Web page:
- Category: Volume 87 (Fall 2015 - Spring 2016)
- Published: 03 February 2016
- Written by BRENDAN GREVE | POLITICS EDITOR
Democratic front-runner candidate for the presidential nomination, Hillary Clinton, has been dealing with an email scandal that is just not going away.
For the last year, the FBI and Department of Justice have been probing into Clinton’s emails that were on her private server during the time she was Secretary of State.
According to an article written in the New York Post last week by Jamie Schram, “Over the past year or so, investigators have flagged dozens of Clinton’s emails marked as confidential or classified — and recently it was reported that her private server contained intelligence from the government’s most highly classified programs.”
Last week, former House majority leader, Tom Delay, said, “I have friends in the FBI and theysay they’re ready to indict her.” Delay continued, “They’re ready to recommend an indictment and they also say that if the attorney general does not indict, they’re going public.”
Then on Jan. 29th, Steven Lee Myers of the New York Times wrote an article saying that, “The State Department on Friday said for the first time that “top secret” material had been sent through Hillary Clinton’s private computer server, and that it would not make public 22 of her emails because they contained highly classified information.”
Brian Fallon of the Clinton campaign said this story, “appears to be over-classification run amok.” Then said, “We understand that these emails were likely originated on the State Department’s unclassified system before they were ever shared with Secretary Clinton, and they have remained on the department’s unclassifiedsystem for years.”
Also in defense of Clinton, Democratic Senator from California, Diane Fienstien said it makes no sense to her that, “Secretary Clinton can be held responsible for email exchanges that originated with someone else” and that “The only reason to hold Secretary Clinton responsible for emails that didn’t originate with her is for political points, and that’s what we’ve seen over the past several months.”
However, her rivals do not see it that way. Republican Senator from Florida and presidential candidate, Marco Rubio, said during the seventh Republican debate, “Hillary Clinton is disqualified from being Commander and Chief of the United States” and that the first thing she would have to do if she was elected president would be to “pardon herself.”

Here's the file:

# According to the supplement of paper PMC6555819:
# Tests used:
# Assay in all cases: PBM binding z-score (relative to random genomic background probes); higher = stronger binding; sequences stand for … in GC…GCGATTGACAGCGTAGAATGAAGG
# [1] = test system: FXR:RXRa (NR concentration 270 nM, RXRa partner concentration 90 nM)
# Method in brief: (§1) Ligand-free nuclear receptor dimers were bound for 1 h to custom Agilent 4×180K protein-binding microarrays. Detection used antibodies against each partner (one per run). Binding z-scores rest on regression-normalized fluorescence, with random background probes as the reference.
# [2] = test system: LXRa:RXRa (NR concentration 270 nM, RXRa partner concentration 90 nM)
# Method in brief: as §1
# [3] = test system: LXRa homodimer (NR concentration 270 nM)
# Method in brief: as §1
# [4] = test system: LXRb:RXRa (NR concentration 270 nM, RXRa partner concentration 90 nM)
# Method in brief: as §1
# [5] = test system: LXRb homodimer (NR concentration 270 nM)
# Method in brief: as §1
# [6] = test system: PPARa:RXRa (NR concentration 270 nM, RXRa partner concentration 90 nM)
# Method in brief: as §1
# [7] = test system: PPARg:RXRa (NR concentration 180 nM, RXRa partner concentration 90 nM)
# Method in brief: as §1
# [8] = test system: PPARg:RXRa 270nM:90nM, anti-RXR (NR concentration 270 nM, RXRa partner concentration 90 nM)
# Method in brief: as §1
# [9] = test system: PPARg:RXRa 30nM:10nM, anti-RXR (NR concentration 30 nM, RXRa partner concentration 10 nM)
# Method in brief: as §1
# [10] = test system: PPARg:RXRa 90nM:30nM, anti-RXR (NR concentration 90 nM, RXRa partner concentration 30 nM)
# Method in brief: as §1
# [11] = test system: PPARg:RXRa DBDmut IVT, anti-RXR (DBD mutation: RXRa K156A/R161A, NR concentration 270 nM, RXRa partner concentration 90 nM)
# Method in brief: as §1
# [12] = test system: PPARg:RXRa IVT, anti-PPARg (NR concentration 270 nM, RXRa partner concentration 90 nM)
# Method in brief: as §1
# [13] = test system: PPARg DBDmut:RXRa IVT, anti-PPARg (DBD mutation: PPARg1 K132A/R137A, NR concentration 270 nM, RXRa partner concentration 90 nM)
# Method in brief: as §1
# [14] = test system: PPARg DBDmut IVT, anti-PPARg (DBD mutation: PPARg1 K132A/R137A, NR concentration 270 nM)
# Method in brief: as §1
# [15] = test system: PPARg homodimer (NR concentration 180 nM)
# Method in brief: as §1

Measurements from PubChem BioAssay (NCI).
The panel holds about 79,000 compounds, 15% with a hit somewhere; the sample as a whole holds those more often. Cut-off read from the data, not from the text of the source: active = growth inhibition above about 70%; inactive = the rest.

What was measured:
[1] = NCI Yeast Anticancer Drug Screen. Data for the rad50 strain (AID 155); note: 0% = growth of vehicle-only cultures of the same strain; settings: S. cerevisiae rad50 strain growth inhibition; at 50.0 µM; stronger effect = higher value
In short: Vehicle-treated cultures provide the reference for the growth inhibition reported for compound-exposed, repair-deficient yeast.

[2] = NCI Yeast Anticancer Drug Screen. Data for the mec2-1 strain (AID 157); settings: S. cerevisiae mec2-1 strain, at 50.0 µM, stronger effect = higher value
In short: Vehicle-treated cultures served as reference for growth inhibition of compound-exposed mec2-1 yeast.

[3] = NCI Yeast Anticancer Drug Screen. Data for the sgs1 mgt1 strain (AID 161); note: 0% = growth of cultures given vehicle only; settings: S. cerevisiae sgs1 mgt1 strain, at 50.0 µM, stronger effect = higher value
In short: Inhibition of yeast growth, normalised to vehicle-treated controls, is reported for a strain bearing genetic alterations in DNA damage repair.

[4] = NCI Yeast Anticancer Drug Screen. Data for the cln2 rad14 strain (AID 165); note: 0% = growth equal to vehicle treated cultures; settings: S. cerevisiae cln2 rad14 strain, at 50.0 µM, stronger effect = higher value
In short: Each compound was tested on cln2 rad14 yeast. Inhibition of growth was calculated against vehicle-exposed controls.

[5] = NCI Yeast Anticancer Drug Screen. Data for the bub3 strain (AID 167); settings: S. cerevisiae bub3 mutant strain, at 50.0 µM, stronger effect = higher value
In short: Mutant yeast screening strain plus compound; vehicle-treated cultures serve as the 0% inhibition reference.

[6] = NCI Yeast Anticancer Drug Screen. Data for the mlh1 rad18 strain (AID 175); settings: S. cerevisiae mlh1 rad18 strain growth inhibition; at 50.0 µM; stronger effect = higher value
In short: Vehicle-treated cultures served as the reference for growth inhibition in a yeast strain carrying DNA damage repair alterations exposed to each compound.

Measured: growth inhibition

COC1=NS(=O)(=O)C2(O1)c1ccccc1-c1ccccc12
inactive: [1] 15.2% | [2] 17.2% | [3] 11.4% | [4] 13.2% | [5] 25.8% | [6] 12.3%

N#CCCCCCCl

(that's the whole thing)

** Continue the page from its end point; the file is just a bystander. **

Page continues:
New Jersey Governor, Chris Christie, said, “She put our national security at risk for her convenience.” Senior political science major at Monmouth University, Nicole Benis said “I think it’s outrageous that someone with such a scandal and essentially a criminal background, since they were government emails, could still be considered for president.”
FBI director, James Comey said, “My folks don’t give a rip about politics” and that “We’re competent, we’re independent and we’re honest.”
According to an article written by Bob Cusack and Ian Swanson of The Hill, Comey was appointed by President Obama and handled the mishandling of classified information by CIA director, General David Petraeus, and former Bill Clinton’s national security adviser, Sandy Berger.
With the first hurdle for the nomination on Monday, Clinton is looking at the possibility of this scandal effecting her presidentialrun. Going into the Iowa caucus, Clinton is clinging on to a five point lead over Democratic candidate, Bernie Sanders, which is down from her twenty-two point lead she previously enjoyed just a month ago—according to a Monmouth University poll taken one week before the Iowa caucus on January 28th.
Dr. Joseph Patten, Chair of the Political Science Department, said Hillary’s email scandal is a “potential problem” and that “Hillary’s problem is that people don’t like her.” He said that “Bernie Sanders is galvanizing the liberal wing of the party” but “Hillary does better with African American voters.”
Dr. Stephen Chapman, Assistant Professor of Poltical Scinence, said “I think she already has likeability issues” but continued “I would not equate this election with 2008.”